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Asian Shares Boosted By Stronger China Factory Data

A woman walks past a bank's electronic board showing the Hong Kong share index at Hong Kong Stock Exchange Monday, Nov. 2, 2020. Asian shares were mostly higher Monday, buoyed by profit-taking after earlier dips and optimism over strong data on Chinese manufacturing. (AP Photo/Vincent Yu)

A woman walks past a bank's electronic board showing the Hong Kong share index at Hong Kong Stock Exchange Monday, Nov. 2, 2020. Asian shares were mostly higher Monday, buoyed by profit-taking after earlier dips and optimism over strong data on Chinese manufacturing. (AP Photo/Vincent Yu)

Asian shares were mostly higher on Monday buoyed by further signs of recovery in China's manufacturing sector.

NEW YORK: U.S. stocks are climbing Monday, kicking off a potentially turbulent stretch for markets, as Wall Street recovers some of its sharp sell-off from last week.

The S&P 500 was 1% higher in early trading after more companies reported stronger profits for the summer than Wall Street feared. The Dow Jones Industrial Average was up 273 points, or 1%, at 26,774, as of 9:42 a.m. Eastern time, and the Nasdaq composite was 1.2% higher. They followed up on gains across Europe and Asia after reports there on manufacturing were stronger than expected.

Caution, though, was continuing to hang over markets as the pandemic raises worries that customers will stay away from businesses and pushes more European governments to bring back restrictions. Treasury yields were falling.

Its an incredibly busy week for markets, with the Federal Reserve announcing its latest decision on interest rates Thursday, the U.S. Labor Department releasing its market-moving monthly jobs report on Friday and roughly 130 companies in the S&P 500 scheduled to report their results for the summer through the week.

Blaring above them all is Tuesdays Election Day. Markets have veered sharply in recent weeks as investors deal with uncertainty about who will control Washington, and what that means for the chances of the U.S. government delivering more aid for the economy.

Many professional investors say they plan to hold steady through whatever volatility the election creates because history shows politics dont have a very strong correlation with market returns over the longer term. But theyre nevertheless girding for potentially big swings in the interim.

The feared scenario for investors is a contested election, where it could take weeks for a winner of the White House to emerge. Markets famously hate uncertainty, and many along Wall Street expect stocks to drop in such a scenario.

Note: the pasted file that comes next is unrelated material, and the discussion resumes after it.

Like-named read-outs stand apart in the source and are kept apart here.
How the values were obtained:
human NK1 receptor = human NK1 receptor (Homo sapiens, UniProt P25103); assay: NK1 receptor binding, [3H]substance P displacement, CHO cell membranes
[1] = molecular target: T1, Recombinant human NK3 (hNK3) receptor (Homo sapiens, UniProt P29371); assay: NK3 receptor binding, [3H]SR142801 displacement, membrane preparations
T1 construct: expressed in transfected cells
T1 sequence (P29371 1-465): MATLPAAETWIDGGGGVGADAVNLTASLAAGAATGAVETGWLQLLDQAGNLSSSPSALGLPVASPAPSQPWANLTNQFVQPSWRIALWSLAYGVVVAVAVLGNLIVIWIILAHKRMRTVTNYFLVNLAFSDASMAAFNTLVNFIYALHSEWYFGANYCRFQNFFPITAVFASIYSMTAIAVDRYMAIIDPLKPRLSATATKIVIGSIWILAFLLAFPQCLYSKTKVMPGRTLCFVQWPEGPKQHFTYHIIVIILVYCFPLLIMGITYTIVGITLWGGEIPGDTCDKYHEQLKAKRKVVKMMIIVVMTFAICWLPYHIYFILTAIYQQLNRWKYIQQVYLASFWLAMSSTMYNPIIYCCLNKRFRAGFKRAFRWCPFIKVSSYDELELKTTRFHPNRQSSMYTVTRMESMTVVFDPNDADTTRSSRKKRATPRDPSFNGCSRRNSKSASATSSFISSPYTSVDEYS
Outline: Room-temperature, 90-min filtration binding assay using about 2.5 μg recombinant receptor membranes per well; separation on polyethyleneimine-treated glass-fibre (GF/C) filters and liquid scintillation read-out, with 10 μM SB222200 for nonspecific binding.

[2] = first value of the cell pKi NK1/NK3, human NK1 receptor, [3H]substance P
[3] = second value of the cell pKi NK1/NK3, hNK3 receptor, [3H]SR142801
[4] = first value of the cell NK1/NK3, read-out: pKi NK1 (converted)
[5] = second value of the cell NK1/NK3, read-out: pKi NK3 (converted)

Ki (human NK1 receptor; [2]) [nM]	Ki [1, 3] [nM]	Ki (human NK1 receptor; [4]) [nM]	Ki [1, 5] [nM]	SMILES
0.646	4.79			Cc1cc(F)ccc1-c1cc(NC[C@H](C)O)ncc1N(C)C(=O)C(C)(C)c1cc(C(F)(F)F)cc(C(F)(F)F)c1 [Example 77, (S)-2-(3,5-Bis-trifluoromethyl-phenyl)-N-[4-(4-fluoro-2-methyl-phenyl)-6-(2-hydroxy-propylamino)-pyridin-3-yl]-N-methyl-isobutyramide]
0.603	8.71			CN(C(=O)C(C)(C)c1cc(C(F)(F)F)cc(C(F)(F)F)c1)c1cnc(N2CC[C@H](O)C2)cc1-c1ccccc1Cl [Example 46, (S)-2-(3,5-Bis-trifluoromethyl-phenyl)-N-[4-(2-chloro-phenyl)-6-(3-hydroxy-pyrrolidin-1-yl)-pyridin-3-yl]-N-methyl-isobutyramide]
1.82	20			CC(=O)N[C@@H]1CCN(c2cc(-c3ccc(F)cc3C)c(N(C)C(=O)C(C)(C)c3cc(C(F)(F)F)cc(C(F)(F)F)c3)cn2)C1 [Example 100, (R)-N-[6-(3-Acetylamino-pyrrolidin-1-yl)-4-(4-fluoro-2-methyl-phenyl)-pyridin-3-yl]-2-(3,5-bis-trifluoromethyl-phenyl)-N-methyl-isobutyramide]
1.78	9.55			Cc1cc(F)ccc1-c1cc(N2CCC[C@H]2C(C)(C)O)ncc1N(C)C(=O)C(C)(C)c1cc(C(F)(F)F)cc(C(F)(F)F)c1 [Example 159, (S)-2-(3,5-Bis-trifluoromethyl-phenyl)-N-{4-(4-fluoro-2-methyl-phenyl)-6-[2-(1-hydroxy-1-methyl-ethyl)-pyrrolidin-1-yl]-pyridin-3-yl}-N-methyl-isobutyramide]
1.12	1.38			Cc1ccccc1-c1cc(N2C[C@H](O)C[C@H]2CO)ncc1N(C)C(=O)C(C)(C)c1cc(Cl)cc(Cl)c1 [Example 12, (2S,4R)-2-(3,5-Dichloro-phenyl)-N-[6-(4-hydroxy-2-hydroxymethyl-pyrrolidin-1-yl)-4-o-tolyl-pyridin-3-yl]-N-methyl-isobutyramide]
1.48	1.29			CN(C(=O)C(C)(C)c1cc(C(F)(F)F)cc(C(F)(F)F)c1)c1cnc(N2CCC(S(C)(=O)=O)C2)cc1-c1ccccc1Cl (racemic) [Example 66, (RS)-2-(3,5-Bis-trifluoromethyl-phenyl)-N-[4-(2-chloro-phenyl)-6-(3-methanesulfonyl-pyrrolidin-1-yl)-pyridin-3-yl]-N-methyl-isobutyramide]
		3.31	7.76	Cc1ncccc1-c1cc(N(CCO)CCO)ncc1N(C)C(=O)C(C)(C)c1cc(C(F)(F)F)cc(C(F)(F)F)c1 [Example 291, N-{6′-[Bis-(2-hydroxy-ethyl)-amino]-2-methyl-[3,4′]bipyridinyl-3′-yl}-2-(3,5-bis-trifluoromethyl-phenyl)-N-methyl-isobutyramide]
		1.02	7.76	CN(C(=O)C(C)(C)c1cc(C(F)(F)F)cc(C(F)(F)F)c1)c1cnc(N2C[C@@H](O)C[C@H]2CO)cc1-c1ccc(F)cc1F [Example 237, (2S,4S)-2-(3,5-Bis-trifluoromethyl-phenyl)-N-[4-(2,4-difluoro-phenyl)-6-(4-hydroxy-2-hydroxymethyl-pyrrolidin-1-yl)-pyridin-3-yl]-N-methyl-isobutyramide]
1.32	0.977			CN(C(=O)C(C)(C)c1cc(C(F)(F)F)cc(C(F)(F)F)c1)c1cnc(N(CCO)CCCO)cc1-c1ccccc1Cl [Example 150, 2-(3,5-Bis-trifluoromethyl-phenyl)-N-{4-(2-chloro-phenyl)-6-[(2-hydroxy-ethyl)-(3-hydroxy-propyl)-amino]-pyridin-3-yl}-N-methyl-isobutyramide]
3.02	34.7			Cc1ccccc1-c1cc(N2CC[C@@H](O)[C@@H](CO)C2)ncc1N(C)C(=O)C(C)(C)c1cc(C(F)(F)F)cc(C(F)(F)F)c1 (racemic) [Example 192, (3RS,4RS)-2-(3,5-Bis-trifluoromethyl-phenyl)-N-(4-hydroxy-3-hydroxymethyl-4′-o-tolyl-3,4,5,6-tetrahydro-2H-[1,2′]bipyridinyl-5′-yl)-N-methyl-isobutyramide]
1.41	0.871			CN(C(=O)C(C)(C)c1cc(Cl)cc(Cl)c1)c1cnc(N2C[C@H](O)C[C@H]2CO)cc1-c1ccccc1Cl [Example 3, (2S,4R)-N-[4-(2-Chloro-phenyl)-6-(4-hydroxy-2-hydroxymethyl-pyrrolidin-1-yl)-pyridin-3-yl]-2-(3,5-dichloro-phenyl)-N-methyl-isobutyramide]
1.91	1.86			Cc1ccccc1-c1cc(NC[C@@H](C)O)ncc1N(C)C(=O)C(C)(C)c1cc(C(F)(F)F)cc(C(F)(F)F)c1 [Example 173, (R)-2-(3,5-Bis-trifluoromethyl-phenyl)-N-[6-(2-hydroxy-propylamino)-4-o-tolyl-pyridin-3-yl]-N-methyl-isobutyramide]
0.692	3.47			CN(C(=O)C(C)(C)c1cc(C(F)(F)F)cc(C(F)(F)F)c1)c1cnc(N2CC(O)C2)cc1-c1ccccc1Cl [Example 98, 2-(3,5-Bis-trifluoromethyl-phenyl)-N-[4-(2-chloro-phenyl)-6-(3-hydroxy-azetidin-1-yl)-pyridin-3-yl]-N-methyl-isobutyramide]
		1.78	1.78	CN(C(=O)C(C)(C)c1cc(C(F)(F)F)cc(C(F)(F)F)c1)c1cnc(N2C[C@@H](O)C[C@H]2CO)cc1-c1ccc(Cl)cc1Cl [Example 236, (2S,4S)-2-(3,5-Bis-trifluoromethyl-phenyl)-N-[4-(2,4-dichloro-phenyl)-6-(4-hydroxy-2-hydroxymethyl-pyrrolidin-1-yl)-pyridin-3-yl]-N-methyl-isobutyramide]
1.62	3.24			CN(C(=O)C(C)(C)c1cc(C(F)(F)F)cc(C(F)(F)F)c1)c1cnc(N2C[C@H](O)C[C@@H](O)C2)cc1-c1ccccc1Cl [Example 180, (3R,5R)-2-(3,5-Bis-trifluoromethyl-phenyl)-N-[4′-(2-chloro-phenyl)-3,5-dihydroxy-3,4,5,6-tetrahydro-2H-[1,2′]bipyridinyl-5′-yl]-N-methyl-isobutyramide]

Which party gets control of the Senate may be just as important as the presidency. If Democrats can gain complete control of Washington, many investors expect them to deliver a big dose of support for the economy. That plus more predictable trade policy could offset the higher tax rates and tighter regulations that would likely come out of a Democratic-controlled Washington, which the BlackRock Investment Institute says could lead to a better environment for stocks and other risky investments.

Democrats and Republicans have been haggling about a stimulus renewal for months, since the last round of supplemental benefits for laid-off workers and other stimulus expired. But a deep partisan divide has so far stymied them.

The U.S. economy has been showing a mixed performance recently. Investors and economists alike say the economy needs another shot of stimulus, particularly when coronavirus counts are accelerating at troubling rates across Europe and much of the United States. So far, the toughest restrictions on daily life and businesses have not returned. But even if they dont, the worry is that fear about the virus will keep customers away from businesses by itself.

Corporate profits, meanwhile, are weaker than year ago levels but continue to be better than Wall Street had feared.

Estee Lauder jumped 5.2% for one of the largest gains in the S&P 500 following its better-than-expected profit report. Sales weakened by 9% from a year earlier as some stores were closed, but it said it benefited from strong sales growth in China.

The worlds second-largest economy has been a relative bright spot in the global economy recently. A major indicator for Chinas manufacturing sector reported a rise on Monday, which showed that domestic demand is holding up.

That helped drive Asian stocks higher, along with encouraging data for Japan and India. Japans Nikkei 225 rose 1.4%, South Koreas Kospi climbed 1.5%, Hong Kongs Hang Seng added 1.5% and stocks in Shanghai inched up by less than 0.1%.

In Europe, Frances CAC 40 rose 2.2%, and Germanys DAX returned 2% after a survey showed industrial output was at a strong level in October in the eurozone, just as new limits are being reimposed on public life. The FTSE 100 in London climbed 1.3%.

But in a show of continued caution, the yield on the 10-year Treasury fell to 0.84% from 0.88% late Friday.

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AP Business Writer Yuri Kageyama contributed.

Disclaimer: This post has been auto-published from an agency feed without any modifications to the text and has not been reviewed by an editor


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